or more, and then to mount up again nearly the same distance to approach the Asylum. To
remedy this defect a road has been made, starting from the new lodge at the west corner,
directly to the front door. This new road is nearly level, it is planked by a good permanent
sidewalk, and the approach thereby, both for vehicles and foot passengers, very much
improved in all respects. The old low lane has been abolished, and is now nearly filled up
with gravel and other materials. All the labour on this road has been done by the patients
of the institution and the attendants.
The grounds in front of the Asylum have at the same time been partially levelled and
converted into ornamental lawns, with flowers and shrubs upon them. This work, which is
also being done by the patients and attendants, is still in progress.
The farm, garden and orchard have, as already mentioned, been carefully cultivated, and
the orchard in particular has received the following additions :—Apple trees, 37 ; pear trees,
3; cherry trees, 2; plum trees, 12; currants, black, 68; currants, red, 120; raspberry canes,
264; blackberry vines, 59; rhubarb roots, 72.
In the open space in the rear of the Asylum were some old privies, in a very filthy and
disgusting state. These have been cleared away and water-closets substituted for them. This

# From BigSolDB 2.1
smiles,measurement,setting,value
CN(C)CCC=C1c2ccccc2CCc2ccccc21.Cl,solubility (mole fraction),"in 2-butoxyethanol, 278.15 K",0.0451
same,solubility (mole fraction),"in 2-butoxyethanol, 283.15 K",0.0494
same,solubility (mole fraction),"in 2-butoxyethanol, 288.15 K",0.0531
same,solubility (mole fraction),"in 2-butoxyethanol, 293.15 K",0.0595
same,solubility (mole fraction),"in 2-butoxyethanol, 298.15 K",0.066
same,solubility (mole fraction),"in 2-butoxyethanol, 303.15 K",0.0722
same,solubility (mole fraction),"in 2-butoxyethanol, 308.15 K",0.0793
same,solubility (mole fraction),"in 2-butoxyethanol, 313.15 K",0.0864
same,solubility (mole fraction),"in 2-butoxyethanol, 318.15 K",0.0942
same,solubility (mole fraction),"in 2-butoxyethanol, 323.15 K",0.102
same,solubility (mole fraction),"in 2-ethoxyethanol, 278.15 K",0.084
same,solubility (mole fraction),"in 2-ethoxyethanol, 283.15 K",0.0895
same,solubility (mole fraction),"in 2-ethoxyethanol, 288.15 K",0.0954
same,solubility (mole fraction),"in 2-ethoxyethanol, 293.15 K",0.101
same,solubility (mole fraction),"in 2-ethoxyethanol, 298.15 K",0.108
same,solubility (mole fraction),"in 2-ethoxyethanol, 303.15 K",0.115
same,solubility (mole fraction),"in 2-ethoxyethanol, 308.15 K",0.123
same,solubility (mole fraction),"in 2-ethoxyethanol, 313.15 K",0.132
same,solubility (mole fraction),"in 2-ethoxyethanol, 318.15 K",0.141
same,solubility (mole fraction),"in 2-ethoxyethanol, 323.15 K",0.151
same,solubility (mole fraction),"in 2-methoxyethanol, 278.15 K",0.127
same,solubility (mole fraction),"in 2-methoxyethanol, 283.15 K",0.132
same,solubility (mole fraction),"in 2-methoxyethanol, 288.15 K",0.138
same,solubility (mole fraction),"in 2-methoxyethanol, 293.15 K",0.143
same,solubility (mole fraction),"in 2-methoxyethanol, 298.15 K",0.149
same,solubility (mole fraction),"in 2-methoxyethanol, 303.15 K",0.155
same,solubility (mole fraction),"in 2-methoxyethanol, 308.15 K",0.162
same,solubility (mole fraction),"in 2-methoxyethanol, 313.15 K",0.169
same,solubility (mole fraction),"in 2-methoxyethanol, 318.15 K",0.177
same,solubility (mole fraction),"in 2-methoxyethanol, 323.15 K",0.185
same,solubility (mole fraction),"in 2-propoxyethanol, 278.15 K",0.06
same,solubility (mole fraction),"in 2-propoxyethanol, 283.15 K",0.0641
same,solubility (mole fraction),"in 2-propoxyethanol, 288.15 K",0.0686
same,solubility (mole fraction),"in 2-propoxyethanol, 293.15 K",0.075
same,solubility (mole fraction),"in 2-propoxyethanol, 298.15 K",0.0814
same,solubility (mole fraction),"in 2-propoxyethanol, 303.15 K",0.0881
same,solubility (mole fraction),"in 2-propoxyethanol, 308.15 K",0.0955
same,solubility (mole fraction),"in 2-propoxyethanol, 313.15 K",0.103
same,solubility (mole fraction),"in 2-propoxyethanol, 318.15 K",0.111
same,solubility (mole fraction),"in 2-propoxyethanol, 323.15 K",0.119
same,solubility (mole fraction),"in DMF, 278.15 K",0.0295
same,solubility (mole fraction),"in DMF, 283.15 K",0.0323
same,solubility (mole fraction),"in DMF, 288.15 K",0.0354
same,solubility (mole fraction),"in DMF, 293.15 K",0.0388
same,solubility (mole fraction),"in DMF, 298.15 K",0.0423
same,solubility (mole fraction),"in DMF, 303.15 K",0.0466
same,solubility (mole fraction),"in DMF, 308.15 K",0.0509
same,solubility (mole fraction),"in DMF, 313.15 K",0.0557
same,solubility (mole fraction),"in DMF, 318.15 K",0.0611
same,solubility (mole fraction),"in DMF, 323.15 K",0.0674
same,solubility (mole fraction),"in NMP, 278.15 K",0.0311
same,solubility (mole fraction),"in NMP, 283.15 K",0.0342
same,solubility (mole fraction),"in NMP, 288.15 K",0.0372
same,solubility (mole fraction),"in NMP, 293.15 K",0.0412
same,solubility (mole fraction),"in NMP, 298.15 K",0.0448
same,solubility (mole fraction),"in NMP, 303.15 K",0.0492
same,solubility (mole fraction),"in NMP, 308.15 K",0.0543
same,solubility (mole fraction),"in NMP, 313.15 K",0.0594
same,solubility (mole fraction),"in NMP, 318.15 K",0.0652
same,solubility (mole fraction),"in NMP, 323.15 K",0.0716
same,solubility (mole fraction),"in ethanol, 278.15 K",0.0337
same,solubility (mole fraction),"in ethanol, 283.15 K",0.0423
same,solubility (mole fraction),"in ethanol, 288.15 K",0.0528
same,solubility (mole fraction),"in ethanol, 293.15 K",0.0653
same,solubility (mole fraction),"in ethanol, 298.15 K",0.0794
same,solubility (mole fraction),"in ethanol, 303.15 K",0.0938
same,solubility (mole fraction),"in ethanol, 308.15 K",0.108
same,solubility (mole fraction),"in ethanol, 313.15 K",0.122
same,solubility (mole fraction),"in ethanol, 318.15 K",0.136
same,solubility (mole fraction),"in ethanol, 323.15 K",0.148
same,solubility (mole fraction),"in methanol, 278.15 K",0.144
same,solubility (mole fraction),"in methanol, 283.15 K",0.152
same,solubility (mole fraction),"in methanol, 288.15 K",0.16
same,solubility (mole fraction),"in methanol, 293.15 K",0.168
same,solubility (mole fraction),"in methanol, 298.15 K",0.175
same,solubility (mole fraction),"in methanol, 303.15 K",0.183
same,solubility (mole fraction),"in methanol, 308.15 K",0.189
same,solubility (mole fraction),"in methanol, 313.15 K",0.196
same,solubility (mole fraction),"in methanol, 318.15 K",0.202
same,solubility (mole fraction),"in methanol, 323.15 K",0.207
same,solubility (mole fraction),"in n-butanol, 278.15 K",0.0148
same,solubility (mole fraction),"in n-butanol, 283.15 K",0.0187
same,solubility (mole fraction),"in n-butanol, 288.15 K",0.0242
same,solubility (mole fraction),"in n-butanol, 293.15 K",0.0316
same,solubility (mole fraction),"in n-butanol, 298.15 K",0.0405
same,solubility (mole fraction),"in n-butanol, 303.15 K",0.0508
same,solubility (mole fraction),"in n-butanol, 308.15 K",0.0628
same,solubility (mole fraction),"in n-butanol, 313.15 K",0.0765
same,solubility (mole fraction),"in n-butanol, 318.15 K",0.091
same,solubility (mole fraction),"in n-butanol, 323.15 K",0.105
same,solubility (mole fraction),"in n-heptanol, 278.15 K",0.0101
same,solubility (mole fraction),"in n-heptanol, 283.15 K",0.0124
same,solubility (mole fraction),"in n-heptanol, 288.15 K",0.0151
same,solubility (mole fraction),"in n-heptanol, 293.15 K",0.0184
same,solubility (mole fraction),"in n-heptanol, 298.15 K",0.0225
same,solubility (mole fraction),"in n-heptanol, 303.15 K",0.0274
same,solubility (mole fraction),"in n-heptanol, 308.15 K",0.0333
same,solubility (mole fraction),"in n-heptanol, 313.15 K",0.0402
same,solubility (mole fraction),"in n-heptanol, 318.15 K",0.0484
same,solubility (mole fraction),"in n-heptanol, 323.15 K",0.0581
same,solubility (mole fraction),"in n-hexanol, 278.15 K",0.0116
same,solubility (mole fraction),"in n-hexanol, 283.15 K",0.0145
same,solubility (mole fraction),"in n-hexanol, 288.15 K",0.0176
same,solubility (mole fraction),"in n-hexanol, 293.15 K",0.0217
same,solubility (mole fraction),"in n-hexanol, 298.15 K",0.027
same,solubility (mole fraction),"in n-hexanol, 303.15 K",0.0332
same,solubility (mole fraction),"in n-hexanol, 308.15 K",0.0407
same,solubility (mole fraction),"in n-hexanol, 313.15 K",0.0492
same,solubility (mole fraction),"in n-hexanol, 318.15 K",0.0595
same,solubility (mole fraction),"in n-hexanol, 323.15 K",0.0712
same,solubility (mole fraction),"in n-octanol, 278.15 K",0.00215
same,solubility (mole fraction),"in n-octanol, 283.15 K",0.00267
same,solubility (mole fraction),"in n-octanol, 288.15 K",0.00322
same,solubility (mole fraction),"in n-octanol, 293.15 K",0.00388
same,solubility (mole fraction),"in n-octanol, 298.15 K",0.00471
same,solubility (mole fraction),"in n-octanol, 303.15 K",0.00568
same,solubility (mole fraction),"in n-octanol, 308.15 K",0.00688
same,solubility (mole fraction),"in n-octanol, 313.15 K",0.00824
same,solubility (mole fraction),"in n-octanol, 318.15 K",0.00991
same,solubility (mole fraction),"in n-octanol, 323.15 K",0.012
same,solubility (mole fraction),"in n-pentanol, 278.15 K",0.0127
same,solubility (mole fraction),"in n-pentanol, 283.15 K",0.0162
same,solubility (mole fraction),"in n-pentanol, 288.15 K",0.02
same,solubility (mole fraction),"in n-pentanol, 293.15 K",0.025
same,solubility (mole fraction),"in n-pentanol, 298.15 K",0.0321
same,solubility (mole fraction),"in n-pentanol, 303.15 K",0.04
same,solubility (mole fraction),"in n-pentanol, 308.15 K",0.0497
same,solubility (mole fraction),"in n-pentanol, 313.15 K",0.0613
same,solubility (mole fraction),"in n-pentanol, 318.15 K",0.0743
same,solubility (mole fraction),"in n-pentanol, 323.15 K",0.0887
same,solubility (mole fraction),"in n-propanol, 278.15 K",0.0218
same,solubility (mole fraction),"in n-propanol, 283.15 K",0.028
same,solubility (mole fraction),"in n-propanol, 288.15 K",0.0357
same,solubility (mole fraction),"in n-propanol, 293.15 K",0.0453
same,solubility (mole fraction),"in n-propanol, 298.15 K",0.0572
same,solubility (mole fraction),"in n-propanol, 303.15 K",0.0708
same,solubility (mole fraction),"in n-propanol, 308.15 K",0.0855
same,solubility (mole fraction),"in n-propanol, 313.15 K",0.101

work has been done by the carpenter and the plumber, assisted by certain patients capable of
helping with work of this kind.
Amongst the deficiencies, the insufficient supply of hot water for the baths was perhaps
the most signal of all. The only source of such supply was the kitchen boiler, from which
pipes were laid on to the baths. But this arrangement was extremely imperfect, involving
two evils, namely, robbing the kitchen of the hot water required there, and yet not affording
anything like a sufficient supply for the baths. In effect, the difficulty used to be patched up
by carrying hot water into the wards in pails and buckets, in itself a dangerous practice, from
various sources, amongst others from the boilers of the heating apparatus, a very detrimental
thing for these boilers. All these lame expedients are now obviated by the establishment of
a hot water system solely for the use of the lavatories and baths. A small Gurney furnace
was included in the contract above mentioned. At first it was not found to be large enough
for its work, nor was the old hot water cistern nearly large enough ; a moderate supply of hot